This idea seems to match up with older artists working late into their careers. I see no evidence that even those we refer to as “masters” ever arrived at such an artistic nirvana where they never had to really work at problem solving any longer. It seems that Rauchenberg, Oldenburg, and yes, even Picasso and DaVinci were involved in asking questions and trying new things long after they were established as “greats”. Perhaps this art thing is a race that one can never finish. Maybe finishing is not the point.

“I don’t know” should not be an ending, it should be a beginning. The uttering of that statement should be the point where learning actually begins. We don’t know, so we look it up. We ask someone. We try something we’ve never tried before. We take a bit of advice and run with it.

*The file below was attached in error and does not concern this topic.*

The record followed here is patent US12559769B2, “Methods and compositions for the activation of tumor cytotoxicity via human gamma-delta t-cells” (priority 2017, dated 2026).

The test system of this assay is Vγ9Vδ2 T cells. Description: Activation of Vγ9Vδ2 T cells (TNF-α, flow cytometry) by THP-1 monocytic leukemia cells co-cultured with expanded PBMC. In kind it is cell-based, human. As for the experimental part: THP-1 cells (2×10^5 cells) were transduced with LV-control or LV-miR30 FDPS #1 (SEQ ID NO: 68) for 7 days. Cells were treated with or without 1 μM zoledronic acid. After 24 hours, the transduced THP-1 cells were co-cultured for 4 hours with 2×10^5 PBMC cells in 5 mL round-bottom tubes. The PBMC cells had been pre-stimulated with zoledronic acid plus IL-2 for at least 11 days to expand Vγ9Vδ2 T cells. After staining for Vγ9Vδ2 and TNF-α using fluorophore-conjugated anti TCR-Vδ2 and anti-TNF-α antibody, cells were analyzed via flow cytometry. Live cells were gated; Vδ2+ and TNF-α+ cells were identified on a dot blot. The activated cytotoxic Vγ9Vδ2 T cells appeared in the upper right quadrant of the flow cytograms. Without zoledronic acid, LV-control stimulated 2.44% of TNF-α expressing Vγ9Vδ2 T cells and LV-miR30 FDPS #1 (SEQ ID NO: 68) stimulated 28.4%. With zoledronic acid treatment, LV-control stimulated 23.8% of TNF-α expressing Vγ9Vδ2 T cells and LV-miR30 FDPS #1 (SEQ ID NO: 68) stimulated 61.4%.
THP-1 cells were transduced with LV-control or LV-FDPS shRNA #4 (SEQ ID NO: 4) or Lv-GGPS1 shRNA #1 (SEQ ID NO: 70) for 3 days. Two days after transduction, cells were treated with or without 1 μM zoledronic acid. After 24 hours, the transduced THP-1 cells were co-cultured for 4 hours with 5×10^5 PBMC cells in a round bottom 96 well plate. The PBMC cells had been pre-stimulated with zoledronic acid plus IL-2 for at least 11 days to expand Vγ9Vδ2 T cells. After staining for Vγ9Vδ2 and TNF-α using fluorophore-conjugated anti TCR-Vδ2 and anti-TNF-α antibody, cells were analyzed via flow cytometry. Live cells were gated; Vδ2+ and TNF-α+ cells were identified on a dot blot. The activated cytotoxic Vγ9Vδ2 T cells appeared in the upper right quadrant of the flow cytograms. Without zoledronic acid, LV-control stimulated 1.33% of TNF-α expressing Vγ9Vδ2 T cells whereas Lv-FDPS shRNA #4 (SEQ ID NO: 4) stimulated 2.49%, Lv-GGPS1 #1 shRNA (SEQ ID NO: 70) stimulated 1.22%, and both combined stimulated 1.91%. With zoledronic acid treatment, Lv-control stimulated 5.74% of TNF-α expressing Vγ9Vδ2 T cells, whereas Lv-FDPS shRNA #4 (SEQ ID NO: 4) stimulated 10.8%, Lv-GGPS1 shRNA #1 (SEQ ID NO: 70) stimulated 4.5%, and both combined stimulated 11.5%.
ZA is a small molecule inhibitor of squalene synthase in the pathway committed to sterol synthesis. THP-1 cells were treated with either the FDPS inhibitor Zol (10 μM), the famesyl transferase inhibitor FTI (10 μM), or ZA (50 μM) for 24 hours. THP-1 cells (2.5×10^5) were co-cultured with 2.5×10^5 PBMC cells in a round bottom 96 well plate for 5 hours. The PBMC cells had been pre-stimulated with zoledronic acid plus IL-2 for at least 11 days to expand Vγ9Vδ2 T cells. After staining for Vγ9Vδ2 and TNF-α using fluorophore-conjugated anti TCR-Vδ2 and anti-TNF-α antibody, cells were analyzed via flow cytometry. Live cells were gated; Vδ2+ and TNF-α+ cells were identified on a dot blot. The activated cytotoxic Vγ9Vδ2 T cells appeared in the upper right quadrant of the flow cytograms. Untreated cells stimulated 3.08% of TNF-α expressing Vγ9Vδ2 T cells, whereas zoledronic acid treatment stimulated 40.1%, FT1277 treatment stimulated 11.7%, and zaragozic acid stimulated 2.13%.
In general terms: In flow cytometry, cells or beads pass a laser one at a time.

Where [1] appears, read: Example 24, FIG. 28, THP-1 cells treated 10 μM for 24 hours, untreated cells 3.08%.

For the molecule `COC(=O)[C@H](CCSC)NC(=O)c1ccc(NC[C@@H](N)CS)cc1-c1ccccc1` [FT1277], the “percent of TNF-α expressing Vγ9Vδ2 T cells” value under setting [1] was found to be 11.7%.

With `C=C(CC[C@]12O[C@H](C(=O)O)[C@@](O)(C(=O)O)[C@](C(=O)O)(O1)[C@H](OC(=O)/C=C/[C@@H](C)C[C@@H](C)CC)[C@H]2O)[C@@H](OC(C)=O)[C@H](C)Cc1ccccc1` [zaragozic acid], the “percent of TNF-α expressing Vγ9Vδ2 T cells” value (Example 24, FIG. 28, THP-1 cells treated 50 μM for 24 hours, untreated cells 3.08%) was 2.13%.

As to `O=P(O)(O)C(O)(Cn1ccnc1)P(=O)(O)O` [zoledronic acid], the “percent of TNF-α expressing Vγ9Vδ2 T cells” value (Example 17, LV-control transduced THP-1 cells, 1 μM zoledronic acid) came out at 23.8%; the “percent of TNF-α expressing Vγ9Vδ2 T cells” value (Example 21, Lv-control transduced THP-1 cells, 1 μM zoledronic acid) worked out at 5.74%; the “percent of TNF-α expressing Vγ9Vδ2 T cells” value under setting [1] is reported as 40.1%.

The multitudes of things that I do not know push me toward research. For several months I’ve been interested in possible connections between the Divine and Aesthetics. Following these ideas has forced me into reading about Theology in general and Theological Aesthetics in particular. Last week I sat down with a copy of The Holiness of God, a nice little extended essay by David Willis containing a chapter of interest called “The Holiness of Beauty”. My learning started fast…beginning with a truckload of words in the first paragraph I had to look up in the dictionary. I felt only slightly better about myself when several of those words proved to also be foreign to the folks at Webster. I also learned that Mr. Willis is the Charles Hodge Professor of Systematic Theology Emeritus at Princeton Theological Seminary which meant I was attempting to read far above my grade level. And let me tell you, it’s tough to get the meaning of a sentence when you have to stop and look up every second word. I think even my dog felt bad for me as he sighed deeply and buried his head in the couch. He can be very condescending.